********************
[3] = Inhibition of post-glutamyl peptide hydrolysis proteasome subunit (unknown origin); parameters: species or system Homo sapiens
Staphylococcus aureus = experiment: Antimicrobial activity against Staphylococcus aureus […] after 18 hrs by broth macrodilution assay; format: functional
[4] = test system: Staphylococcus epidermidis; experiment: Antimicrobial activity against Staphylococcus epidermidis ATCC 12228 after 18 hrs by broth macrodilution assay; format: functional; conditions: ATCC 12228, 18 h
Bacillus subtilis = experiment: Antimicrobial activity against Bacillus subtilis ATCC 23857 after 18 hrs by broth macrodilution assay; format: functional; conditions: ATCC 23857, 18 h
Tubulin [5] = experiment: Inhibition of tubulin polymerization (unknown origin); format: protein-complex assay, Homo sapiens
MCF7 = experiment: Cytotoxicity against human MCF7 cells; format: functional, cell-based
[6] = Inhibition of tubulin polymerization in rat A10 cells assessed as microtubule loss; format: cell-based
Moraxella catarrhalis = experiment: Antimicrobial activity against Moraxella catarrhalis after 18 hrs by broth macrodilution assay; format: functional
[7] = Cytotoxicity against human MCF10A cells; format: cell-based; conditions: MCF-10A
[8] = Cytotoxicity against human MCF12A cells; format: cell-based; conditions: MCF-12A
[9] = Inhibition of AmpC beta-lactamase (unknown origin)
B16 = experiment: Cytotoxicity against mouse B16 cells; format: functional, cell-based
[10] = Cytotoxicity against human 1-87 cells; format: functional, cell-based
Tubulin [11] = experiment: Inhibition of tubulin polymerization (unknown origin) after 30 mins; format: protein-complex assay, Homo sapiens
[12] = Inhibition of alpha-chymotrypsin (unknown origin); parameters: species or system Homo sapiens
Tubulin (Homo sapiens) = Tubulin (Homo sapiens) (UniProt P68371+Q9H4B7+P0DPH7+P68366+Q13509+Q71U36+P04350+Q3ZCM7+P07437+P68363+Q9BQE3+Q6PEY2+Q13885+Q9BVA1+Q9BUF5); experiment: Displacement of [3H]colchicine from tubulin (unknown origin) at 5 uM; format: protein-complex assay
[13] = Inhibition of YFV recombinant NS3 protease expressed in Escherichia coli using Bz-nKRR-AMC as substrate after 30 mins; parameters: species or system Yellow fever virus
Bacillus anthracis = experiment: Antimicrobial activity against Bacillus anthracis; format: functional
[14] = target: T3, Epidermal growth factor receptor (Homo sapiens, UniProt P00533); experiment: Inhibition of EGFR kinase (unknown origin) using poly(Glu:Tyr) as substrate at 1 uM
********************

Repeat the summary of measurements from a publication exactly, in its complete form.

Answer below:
[3] = Inhibition of post-glutamyl peptide hydrolysis proteasome subunit (unknown origin); parameters: species or system Homo sapiens
Staphylococcus aureus = experiment: Antimicrobial activity against Staphylococcus aureus […] after 18 hrs by broth macrodilution assay; format: functional
[4] = test system: Staphylococcus epidermidis; experiment: Antimicrobial activity against Staphylococcus epidermidis ATCC 12228 after 18 hrs by broth macrodilution assay; format: functional; conditions: ATCC 12228, 18 h
Bacillus subtilis = experiment: Antimicrobial activity against Bacillus subtilis ATCC 23857 after 18 hrs by broth macrodilution assay; format: functional; conditions: ATCC 23857, 18 h
Tubulin [5] = experiment: Inhibition of tubulin polymerization (unknown origin); format: protein-complex assay, Homo sapiens
MCF7 = experiment: Cytotoxicity against human MCF7 cells; format: functional, cell-based
[6] = Inhibition of tubulin polymerization in rat A10 cells assessed as microtubule loss; format: cell-based
Moraxella catarrhalis = experiment: Antimicrobial activity against Moraxella catarrhalis after 18 hrs by broth macrodilution assay; format: functional
[7] = Cytotoxicity against human MCF10A cells; format: cell-based; conditions: MCF-10A
[8] = Cytotoxicity against human MCF12A cells; format: cell-based; conditions: MCF-12A
[9] = Inhibition of AmpC beta-lactamase (unknown origin)
B16 = experiment: Cytotoxicity against mouse B16 cells; format: functional, cell-based
[10] = Cytotoxicity against human 1-87 cells; format: functional, cell-based
Tubulin [11] = experiment: Inhibition of tubulin polymerization (unknown origin) after 30 mins; format: protein-complex assay, Homo sapiens
[12] = Inhibition of alpha-chymotrypsin (unknown origin); parameters: species or system Homo sapiens
Tubulin (Homo sapiens) = Tubulin (Homo sapiens) (UniProt P68371+Q9H4B7+P0DPH7+P68366+Q13509+Q71U36+P04350+Q3ZCM7+P07437+P68363+Q9BQE3+Q6PEY2+Q13885+Q9BVA1+Q9BUF5); experiment: Displacement of [3H]colchicine from tubulin (unknown origin) at 5 uM; format: protein-complex assay
[13] = Inhibition of YFV recombinant NS3 protease expressed in Escherichia coli using Bz-nKRR-AMC as substrate after 30 mins; parameters: species or system Yellow fever virus
Bacillus anthracis = experiment: Antimicrobial activity against Bacillus anthracis; format: functional
[14] = target: T3, Epidermal growth factor receptor (Homo sapiens, UniProt P00533); experiment: Inhibition of EGFR kinase (unknown origin) using poly(Glu:Tyr) as substrate at 1 uM